During and after cancer treatment, your skin may be far more sensitive to the sun and should be protected from direct sunlight. Too much sun can be unsafe during and after treatment. Intense sun exposure can weaken the immune system even more than cancer treatment already has. 

Limit your time in the sun and try to stay out of it completely between ten o’clock in the morning and four o’clock in the afternoon - this is when the sun's rays are the most intense.   

Use a sunscreen with an SPF of thirty or higher and reapply it often while you are outside, especially if sweating or after being in the water.  But take care – chemo toxins can mix with your sunscreen and have been known to cause skin reactions.  Ask your doctor to recommend a sunscreen for sensitive skin and always patch test before applying all over your body.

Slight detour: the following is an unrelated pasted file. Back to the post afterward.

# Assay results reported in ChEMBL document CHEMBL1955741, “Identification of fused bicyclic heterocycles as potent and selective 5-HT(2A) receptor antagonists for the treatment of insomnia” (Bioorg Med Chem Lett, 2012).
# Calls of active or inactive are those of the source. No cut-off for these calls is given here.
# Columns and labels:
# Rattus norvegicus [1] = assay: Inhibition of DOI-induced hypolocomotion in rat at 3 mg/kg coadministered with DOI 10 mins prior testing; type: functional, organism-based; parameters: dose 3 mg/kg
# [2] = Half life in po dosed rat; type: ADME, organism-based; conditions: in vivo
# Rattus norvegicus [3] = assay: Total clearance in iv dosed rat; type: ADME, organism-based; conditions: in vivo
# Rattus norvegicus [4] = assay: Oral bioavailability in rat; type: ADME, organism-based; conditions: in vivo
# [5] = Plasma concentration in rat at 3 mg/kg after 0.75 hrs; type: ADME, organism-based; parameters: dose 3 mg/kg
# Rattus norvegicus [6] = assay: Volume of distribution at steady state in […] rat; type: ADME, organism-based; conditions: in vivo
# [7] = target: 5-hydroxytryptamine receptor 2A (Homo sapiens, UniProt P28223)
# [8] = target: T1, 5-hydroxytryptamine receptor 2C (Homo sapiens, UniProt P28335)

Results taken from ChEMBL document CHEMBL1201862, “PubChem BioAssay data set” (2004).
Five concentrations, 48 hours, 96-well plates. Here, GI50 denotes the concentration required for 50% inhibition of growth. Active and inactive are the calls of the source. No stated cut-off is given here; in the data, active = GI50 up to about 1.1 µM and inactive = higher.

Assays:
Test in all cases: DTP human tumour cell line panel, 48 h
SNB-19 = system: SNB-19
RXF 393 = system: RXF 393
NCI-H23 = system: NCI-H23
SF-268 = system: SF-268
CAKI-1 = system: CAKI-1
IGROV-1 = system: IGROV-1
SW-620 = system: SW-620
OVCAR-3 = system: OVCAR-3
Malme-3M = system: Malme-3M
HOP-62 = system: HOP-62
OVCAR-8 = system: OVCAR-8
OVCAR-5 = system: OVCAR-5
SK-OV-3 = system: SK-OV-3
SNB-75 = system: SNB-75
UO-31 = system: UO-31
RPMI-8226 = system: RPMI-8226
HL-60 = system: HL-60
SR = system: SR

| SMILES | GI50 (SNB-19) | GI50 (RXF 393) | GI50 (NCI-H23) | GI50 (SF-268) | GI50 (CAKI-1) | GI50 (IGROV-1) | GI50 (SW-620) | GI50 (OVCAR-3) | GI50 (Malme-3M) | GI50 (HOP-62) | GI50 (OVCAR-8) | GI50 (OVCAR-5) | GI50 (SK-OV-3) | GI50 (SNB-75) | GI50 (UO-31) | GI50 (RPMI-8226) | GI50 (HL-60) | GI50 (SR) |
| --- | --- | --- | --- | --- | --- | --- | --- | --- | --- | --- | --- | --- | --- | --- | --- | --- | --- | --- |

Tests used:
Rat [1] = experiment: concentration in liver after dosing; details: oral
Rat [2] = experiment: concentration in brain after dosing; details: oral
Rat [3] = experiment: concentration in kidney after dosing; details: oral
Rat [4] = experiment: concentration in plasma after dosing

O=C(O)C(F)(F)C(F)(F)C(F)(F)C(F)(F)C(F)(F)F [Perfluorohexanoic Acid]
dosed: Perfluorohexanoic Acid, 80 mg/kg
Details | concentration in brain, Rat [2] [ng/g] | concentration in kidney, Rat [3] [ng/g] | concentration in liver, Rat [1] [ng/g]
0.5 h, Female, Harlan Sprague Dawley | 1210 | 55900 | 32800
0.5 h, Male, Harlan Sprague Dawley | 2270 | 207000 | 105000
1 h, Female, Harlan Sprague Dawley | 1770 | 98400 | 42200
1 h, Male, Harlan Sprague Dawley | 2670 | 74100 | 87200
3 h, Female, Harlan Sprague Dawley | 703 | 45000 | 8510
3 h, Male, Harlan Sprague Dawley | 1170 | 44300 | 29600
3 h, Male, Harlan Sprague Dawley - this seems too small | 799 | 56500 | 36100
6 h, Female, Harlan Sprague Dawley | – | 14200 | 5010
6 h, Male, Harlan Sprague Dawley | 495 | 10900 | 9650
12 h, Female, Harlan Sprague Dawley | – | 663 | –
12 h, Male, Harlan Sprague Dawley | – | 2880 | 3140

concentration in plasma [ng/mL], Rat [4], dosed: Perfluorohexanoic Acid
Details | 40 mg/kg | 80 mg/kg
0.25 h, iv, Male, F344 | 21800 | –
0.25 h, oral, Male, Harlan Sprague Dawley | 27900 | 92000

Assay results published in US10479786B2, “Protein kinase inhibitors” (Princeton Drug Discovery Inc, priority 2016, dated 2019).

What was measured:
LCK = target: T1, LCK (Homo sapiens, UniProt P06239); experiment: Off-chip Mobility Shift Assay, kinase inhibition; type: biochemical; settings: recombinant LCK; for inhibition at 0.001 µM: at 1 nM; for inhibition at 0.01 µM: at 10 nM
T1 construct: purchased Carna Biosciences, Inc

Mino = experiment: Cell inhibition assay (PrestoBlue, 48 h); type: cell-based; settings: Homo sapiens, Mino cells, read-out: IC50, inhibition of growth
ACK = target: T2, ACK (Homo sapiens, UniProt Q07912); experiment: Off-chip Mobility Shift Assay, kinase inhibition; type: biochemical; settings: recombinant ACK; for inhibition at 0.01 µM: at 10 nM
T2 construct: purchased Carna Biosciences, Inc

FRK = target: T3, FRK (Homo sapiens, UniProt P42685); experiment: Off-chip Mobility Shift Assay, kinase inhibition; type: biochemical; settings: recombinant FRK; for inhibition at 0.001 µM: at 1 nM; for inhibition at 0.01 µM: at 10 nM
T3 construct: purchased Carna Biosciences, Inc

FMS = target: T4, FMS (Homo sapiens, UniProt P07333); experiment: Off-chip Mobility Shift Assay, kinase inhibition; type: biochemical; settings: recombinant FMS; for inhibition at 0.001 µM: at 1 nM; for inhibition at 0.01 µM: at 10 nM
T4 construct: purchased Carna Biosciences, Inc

For more information about using sunscreens on chemo read our blog:  Are you making these common sunscreen mistakes? 

Wear light tightly woven fabrics, especially for those areas of skin that have been treated with radiation therapy or that have a scar from surgery. 

Finally, if you’ve had hair loss, be sure to protect your ears and head with a hat.

Keep your head cool 

It’s important to keep a cool head, because if you’re head overheats so too will the rest of your body.  

If you’ve lost your hair because of chemo and are wearing a wig, as the weather heats up you may find your head feels hot and itchy.  Consider wearing a cotton or silk headscarf or turban – and save the wig for less steamy days or evenings out.  

If you are wearing a wig - consider a lightweight, open-cap construction wig in the summer months.  They’re much cooler because they allow air in and heat to escape.